Note that the 50% reduction in the minimum annual pension payments are not compulsory. That is, a pensioner can continue to draw a pension at the full minimum drawdown rate or above for 2019–2020, 2020–2021, 2021–2022 (and 2022–2023 proposed), subject to the 10% limit for transition to retirement pensions. However, it will generally be inappropriate to take more than the minimum annual drawdowns in the form of a pension payment given the pension transfer balance cap. Rather, it generally makes more sense to access any additional pension amount above the minimum drawdown in the form of a partial commutation of the pension instead of taking more than the minimum annual drawdowns. This is because a commutation will generate a debit for their pension transfer balance account, while an additional pension payment above the minimum will not result in a debit.
17th Oct, 2020
The ATO has reminded employers that the superannuation guarantee (SG) amnesty closed on 7 September 2020. The amnesty enabled employers to self-correct historical SG underpayments, without incurring the normal penalties, for SG shortfalls from 1 July 1992 until 31 March 2018.
Any amnesty applications received by the ATO after 11:59pm on 7 September will not qualify for the amnesty and but instead will be treated as a standard lodgment of a super guarantee charge (SGC) statement.
The ATO will notify late applicants in writing of the quarters that aren’t eligible for the SG amnesty and charge the administrative component ($20 per employee per quarter), also considering whether to remit the additional SGC penalty (up to 200%). A minimum penalty of 100% will apply if the ATO subsequently commences an audit in respect of non-disclosed quarters covered by the amnesty.
The ATO will issue a notice of amended assessment with the increased SGC amount owing. Any SGC payments made after 7 September 2020 are not deductible, even if they relate to SG shortfalls disclosed under the amnesty.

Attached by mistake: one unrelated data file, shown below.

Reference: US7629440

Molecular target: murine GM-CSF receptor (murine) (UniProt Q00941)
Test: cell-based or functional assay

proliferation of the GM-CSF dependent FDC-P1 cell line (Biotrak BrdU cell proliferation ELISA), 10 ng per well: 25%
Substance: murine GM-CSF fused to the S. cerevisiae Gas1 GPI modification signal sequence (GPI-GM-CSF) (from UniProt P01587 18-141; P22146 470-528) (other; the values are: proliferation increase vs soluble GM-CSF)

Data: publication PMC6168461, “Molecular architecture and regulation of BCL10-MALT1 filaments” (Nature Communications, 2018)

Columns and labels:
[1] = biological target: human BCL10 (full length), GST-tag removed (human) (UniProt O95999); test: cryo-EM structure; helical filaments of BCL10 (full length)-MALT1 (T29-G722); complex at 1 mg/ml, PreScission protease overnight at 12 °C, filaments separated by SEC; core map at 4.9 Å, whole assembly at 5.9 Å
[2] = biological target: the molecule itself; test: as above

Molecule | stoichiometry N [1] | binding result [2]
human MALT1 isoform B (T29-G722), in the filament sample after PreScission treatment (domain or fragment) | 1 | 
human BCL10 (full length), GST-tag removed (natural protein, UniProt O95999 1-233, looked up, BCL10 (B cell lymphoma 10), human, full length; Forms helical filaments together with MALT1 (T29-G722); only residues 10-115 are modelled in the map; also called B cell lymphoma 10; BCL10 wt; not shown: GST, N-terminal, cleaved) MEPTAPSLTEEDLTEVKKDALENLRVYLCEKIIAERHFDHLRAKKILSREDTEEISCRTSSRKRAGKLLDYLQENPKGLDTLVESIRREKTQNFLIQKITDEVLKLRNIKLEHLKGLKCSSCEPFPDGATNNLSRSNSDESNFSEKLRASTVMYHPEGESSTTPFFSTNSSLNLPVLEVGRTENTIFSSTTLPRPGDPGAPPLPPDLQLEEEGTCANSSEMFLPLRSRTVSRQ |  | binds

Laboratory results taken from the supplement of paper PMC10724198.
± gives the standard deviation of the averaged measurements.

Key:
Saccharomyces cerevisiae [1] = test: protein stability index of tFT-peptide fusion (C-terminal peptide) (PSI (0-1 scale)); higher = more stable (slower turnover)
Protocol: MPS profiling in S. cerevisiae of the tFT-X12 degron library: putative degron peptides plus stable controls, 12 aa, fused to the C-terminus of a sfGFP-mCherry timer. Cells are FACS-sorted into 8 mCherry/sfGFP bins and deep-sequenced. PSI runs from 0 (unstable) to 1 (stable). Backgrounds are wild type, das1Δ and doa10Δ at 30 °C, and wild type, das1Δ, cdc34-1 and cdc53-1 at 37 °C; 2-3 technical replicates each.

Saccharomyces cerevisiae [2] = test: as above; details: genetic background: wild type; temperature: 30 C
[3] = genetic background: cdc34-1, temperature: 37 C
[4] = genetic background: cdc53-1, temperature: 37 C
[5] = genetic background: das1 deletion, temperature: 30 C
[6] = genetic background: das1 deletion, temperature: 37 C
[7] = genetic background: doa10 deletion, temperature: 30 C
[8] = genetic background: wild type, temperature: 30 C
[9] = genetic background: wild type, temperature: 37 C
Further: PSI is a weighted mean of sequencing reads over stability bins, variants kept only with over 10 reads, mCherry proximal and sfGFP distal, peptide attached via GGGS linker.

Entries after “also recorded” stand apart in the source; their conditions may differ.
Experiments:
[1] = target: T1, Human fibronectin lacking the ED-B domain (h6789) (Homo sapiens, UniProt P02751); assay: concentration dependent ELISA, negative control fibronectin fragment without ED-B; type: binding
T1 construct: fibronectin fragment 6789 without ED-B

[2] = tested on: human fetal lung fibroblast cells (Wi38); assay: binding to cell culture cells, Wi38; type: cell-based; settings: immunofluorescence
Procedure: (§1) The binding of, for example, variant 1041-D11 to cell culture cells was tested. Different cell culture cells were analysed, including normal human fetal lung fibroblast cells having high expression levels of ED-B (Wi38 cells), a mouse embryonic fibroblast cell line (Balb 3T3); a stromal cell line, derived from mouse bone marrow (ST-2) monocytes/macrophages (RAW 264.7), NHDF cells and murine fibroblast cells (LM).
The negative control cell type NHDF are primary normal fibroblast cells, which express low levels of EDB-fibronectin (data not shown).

To retain the benefits of the amnesty, the law requires an eligible employer to pay the outstanding SGC amount in full or enter into a payment plan with the ATO. Note that the SGC amount disclosed in an amnesty application must be paid to the ATO (not the employee’s super fund).
Amnesty payments made after 7 September 2020 are not deductible (including amounts paid under a payment plan after 7 September). If an employer is subsequently unable to maintain payments under a payment plan, the ATO will disqualify the employer from the amnesty and remove the amnesty benefits for any unpaid quarters.
11th Apr, 2020
An amnesty is now on for employers in relation to unpaid employee superannuation entitlements from 1 July 1992 to 1 January 2018. There are certain conditions which have to be met for employers to qualify. The amnesty will allow employers to self-correct super guarantee (SG) underpayments without incurring additional penalties that would normally apply.
During the amnesty period, employers can also claim a tax deduction for payments of SG charge or contributions. The amnesty will end on 7 September 2020, at which time the ATO is set to take a tougher stance on SG underpayments.
To qualify, employers must first disclose the super guarantee shortfall to the ATO in the approved form between 24 May 2018 and 7 September 2020. The shortfall must not have been previously disclosed to the Commissioner, however, additional amounts of SG shortfalls disclosed during the amnesty period may be subject to beneficial treatment.